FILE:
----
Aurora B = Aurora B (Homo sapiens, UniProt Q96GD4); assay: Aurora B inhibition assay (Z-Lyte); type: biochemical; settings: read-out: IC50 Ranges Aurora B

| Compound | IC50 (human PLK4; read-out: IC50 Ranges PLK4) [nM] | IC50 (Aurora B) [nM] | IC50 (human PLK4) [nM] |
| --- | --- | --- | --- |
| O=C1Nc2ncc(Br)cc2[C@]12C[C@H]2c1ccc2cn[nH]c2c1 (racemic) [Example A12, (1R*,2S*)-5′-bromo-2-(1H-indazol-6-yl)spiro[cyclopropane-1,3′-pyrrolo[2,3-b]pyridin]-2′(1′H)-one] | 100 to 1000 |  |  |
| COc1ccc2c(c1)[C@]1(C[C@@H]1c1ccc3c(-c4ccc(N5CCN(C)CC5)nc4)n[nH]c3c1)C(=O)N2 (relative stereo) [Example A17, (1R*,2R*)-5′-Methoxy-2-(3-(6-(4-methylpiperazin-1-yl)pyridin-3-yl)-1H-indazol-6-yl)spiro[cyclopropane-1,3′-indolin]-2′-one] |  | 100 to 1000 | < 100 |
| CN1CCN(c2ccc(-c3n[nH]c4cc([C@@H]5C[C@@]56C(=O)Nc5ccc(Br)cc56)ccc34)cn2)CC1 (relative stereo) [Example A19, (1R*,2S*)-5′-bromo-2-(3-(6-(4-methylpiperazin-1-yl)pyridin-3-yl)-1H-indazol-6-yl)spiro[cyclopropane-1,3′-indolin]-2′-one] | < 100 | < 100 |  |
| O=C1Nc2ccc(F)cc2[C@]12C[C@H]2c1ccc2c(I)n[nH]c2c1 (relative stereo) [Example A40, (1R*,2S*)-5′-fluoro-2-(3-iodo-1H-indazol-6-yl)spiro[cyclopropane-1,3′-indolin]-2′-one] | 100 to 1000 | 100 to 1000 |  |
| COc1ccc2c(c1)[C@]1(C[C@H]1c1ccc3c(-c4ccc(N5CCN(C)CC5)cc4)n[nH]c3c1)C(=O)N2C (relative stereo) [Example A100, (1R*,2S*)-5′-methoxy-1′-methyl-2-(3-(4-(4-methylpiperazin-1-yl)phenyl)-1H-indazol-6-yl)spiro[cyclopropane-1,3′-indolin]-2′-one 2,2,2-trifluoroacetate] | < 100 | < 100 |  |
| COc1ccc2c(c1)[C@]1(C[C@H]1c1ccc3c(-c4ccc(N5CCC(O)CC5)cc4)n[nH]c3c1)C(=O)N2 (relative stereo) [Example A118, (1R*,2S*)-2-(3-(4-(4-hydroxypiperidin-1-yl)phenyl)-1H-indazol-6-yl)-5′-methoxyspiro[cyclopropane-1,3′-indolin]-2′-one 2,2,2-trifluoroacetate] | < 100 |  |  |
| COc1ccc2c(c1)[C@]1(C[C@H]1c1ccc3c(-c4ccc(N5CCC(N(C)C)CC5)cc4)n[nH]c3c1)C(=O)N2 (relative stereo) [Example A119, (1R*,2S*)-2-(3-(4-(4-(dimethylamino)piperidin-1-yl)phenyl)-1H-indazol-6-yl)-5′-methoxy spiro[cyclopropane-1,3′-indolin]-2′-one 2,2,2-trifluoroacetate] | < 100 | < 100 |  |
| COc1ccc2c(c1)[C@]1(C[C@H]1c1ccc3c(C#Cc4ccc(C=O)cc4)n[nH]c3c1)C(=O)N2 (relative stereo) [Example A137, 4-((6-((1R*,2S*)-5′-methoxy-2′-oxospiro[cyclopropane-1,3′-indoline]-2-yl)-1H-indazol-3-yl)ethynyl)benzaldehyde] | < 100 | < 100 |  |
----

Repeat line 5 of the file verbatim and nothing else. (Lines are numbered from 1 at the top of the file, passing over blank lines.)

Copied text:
| COc1ccc2c(c1)[C@]1(C[C@@H]1c1ccc3c(-c4ccc(N5CCN(C)CC5)nc4)n[nH]c3c1)C(=O)N2 (relative stereo) [Example A17, (1R*,2R*)-5′-Methoxy-2-(3-(6-(4-methylpiperazin-1-yl)pyridin-3-yl)-1H-indazol-6-yl)spiro[cyclopropane-1,3′-indolin]-2′-one] |  | 100 to 1000 | < 100 |